She was an old lady dressed in black and moving slowly along the overlook with her walker. She had sad eyes the color of fog yet brandished a weak smile which seemed to welcome inquiries. I wanted to, at once; call her over to our picnic table and at the same time hope that someone would appear to take care of her. As she sat down across from us her eyes washed over mine several times but never stuck. She seemed lost in her own thoughts…and perhaps dreams of times past. It didn’t seem right to disturb her.
Eventually the woman’s daughter came by to retrieve her and they left together. A hundred thousand stories and ‘what if’s’ just slowly shuffled away.
Our friends and I were perched above a three-tiered cluster to multi-million dollars homes in Dana Point. The last time Sharon and I visited the overlook there was only one row of homes overlooking the Pacific Ocean. Rumor had it that Arnold Schwarzenegger has/had a home whose front was all glass and showcased his gym equipment. True or not, it made for a good story.
I’m told there was a fire sale back in 2008 during the recession. One could steal an ocean-view lot for only eight to ten million dollars; much less than their pre-recession prices of double that amount. Now those homes were packed tighter than sardines with zero lot lines and a perfectly magnificent view of their neighbor’s roofline. Welcome to the sometimes foggy always crazy coast of California.
On yet another tugout of our comfort one, Sharon’s brother and sister-in-law had corralled us into going to the coast for a weekend jaunt. It was a two and a half day meander through old Spanish ruins, crowded art-filled streets of an old Hippie hangout and washing out our minds with a sunset at Crystal Cove.
Mission San Juan Capistrano has been home to many indigenous and native peoples and now swallows for over 230 years of its storied history. The mission was initially founded in 1775 by Father Lasuen. He and his fellow padres left the mission for San Diego and it was re-founded by Father Serra on All Saint’s Day, November 1st, 1776.
The mission became the seventh of twenty-one missions to be founded in Alta California. Like the previous six missions, San Juan Capistrano was established to expand the territorial boundaries of Spain and to spread Christianity to the Native Peoples of California.
For over the next 30 years, Mission San Juan Capistrano grew in population, buildings, livestock, and prominence. By 1806, the mission had a population of over a 1000 people, over 10,000 head of cattle, and a completed architectural gen, the Great Stone Church.
Like all great monuments to the moment, the mission began to decline over the years. By 1821, Mexico had won its independence from Spain and made Alta California a territory of Mexico. There was yet another government take over when the United States won the Mexican American War in 1848.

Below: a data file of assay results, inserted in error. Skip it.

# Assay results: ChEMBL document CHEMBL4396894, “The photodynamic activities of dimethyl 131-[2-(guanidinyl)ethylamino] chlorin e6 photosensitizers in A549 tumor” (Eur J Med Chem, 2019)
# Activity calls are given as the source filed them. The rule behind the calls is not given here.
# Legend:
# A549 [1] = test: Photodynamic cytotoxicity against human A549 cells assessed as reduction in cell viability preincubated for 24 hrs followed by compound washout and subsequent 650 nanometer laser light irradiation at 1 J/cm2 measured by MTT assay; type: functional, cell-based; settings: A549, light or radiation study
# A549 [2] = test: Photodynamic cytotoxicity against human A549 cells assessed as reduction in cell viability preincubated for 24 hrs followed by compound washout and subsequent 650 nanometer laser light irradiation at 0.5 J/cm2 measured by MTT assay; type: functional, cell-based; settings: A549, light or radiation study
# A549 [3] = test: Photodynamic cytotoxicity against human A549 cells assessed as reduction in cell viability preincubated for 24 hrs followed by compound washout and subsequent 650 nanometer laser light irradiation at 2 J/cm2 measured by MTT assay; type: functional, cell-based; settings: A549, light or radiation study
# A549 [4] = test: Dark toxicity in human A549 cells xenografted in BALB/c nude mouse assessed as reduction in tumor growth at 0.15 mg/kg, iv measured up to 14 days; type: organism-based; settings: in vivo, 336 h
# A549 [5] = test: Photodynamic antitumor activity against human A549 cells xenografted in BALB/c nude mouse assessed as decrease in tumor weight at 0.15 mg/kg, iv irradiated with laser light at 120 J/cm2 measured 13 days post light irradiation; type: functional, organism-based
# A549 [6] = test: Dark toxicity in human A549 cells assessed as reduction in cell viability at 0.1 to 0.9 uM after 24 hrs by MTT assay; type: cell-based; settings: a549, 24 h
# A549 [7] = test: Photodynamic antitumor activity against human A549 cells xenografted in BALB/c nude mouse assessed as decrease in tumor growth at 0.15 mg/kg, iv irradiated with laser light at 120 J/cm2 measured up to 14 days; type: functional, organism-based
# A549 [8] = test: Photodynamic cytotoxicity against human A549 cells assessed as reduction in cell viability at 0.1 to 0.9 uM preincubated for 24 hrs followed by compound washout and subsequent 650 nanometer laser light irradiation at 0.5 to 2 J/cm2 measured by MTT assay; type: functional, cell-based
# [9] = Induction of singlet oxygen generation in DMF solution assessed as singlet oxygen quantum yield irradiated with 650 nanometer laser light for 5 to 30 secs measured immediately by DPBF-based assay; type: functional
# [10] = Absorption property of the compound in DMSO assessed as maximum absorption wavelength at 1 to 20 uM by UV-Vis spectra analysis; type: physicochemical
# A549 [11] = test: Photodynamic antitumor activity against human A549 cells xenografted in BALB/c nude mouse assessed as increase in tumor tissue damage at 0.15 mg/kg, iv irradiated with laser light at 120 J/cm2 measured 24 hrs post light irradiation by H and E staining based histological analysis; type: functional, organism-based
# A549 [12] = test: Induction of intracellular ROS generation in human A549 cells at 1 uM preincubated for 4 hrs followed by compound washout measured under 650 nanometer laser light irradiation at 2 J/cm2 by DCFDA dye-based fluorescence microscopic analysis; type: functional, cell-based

Fast-forward a hundred years and the Catholic Church got its mission back, wealthy donors began campaigns for restoration and a clever priest decided to capitalize on a yearly phenomenon of returning swallows to highlight the mission’s fund-raising efforts.
Long before long-limbed nymphs and their male counterparts played volleyball on a Sunday afternoon, Laguna Beach has attracted sun-worshipers and visitors as well as those seeking to expand their consciousness.
In the early 1900s Laguna Beach was a magnet for 'plein air' painters, poets and artists interested in expanding their realm of consciousness. In the early sixties LSD was openly manufactured there. Café Frankenstein was a hangout for beat poets and artists. At night after the tourists left, Hare Krishna dancers and chanters came out in force. The air was thick with grass. There was a street scene alive with kaleidoscopic light shows and abstract works which referenced social and political issues of the time and environmental issues.
Some of the old artists are still around although seldom seen on the crowded tourist-lined streets. Instead they sequester themselves high in the hills overlooking the clear blue pacific and wonder what happened to their quiet little beach town of years past.
Newport Pier is a prime spot for watching the Southern California beach scene unfold. Beach Boy wannabes and weekend surfers ride the waves of imagination and salt air. Young women and old ones alike wear little for the imagination and old men with too much imagination hang over the pier railing and wonder ‘what if…a long time ago…’
Crystal Cove State Park is a wildness wonderland that includes over 2,400 acres of undeveloped woodland and three and a half miles of beaches. There are forty six old style cottages in the cove being restored to their 1930s – to – 1950s-era designs.
We rolled off the PCH and got there just in time to watch the sun dropping its pedals along the shoreline. Sunsets at Crystal Cove rival that of Malory Pier in Key West and are just as breathtaking. It was quintessential California with all of its clichés and sublime charms combined. A soul-satisfying place to share with someone else if only for those brief moments in time.
And just like the lady with eyes of fog it was a memory basin filled with the sounds of young children tempting the surf, old women wondering where their time had gone and one inquisitive writer looking for another tale to tell.